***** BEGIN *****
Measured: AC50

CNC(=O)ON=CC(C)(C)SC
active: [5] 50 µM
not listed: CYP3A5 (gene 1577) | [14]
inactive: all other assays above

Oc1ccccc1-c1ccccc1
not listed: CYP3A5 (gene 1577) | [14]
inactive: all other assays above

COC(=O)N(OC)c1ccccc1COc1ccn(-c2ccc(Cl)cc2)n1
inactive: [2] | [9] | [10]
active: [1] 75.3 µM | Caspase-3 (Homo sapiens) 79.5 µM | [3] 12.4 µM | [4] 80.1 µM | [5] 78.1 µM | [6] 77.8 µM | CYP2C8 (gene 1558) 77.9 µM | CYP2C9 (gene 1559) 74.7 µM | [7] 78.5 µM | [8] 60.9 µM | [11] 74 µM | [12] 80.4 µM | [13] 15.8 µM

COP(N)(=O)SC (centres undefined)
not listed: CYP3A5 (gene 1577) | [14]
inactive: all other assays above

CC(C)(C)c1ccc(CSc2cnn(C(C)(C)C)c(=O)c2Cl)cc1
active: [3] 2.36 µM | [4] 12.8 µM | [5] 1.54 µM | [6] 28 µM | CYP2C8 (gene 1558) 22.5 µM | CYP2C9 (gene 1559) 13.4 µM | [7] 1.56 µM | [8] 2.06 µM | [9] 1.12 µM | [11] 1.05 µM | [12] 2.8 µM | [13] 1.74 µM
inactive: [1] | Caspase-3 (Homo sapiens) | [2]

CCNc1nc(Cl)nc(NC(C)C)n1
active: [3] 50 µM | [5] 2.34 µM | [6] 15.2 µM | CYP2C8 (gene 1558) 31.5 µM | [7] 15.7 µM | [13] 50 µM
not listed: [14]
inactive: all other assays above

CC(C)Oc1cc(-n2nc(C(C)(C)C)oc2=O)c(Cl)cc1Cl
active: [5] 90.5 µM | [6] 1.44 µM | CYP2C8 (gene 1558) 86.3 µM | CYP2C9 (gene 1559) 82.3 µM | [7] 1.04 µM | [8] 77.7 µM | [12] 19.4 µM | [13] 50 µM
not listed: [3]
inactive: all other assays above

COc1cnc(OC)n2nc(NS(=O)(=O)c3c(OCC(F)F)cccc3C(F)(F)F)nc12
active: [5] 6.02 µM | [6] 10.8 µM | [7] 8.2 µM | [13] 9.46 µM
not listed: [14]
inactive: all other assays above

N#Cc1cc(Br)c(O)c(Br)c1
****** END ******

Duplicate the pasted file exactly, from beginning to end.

Measured: AC50

CNC(=O)ON=CC(C)(C)SC
active: [5] 50 µM
not listed: CYP3A5 (gene 1577) | [14]
inactive: all other assays above

Oc1ccccc1-c1ccccc1
not listed: CYP3A5 (gene 1577) | [14]
inactive: all other assays above

COC(=O)N(OC)c1ccccc1COc1ccn(-c2ccc(Cl)cc2)n1
inactive: [2] | [9] | [10]
active: [1] 75.3 µM | Caspase-3 (Homo sapiens) 79.5 µM | [3] 12.4 µM | [4] 80.1 µM | [5] 78.1 µM | [6] 77.8 µM | CYP2C8 (gene 1558) 77.9 µM | CYP2C9 (gene 1559) 74.7 µM | [7] 78.5 µM | [8] 60.9 µM | [11] 74 µM | [12] 80.4 µM | [13] 15.8 µM

COP(N)(=O)SC (centres undefined)
not listed: CYP3A5 (gene 1577) | [14]
inactive: all other assays above

CC(C)(C)c1ccc(CSc2cnn(C(C)(C)C)c(=O)c2Cl)cc1
active: [3] 2.36 µM | [4] 12.8 µM | [5] 1.54 µM | [6] 28 µM | CYP2C8 (gene 1558) 22.5 µM | CYP2C9 (gene 1559) 13.4 µM | [7] 1.56 µM | [8] 2.06 µM | [9] 1.12 µM | [11] 1.05 µM | [12] 2.8 µM | [13] 1.74 µM
inactive: [1] | Caspase-3 (Homo sapiens) | [2]

CCNc1nc(Cl)nc(NC(C)C)n1
active: [3] 50 µM | [5] 2.34 µM | [6] 15.2 µM | CYP2C8 (gene 1558) 31.5 µM | [7] 15.7 µM | [13] 50 µM
not listed: [14]
inactive: all other assays above

CC(C)Oc1cc(-n2nc(C(C)(C)C)oc2=O)c(Cl)cc1Cl
active: [5] 90.5 µM | [6] 1.44 µM | CYP2C8 (gene 1558) 86.3 µM | CYP2C9 (gene 1559) 82.3 µM | [7] 1.04 µM | [8] 77.7 µM | [12] 19.4 µM | [13] 50 µM
not listed: [3]
inactive: all other assays above

COc1cnc(OC)n2nc(NS(=O)(=O)c3c(OCC(F)F)cccc3C(F)(F)F)nc12
active: [5] 6.02 µM | [6] 10.8 µM | [7] 8.2 µM | [13] 9.46 µM
not listed: [14]
inactive: all other assays above

N#Cc1cc(Br)c(O)c(Br)c1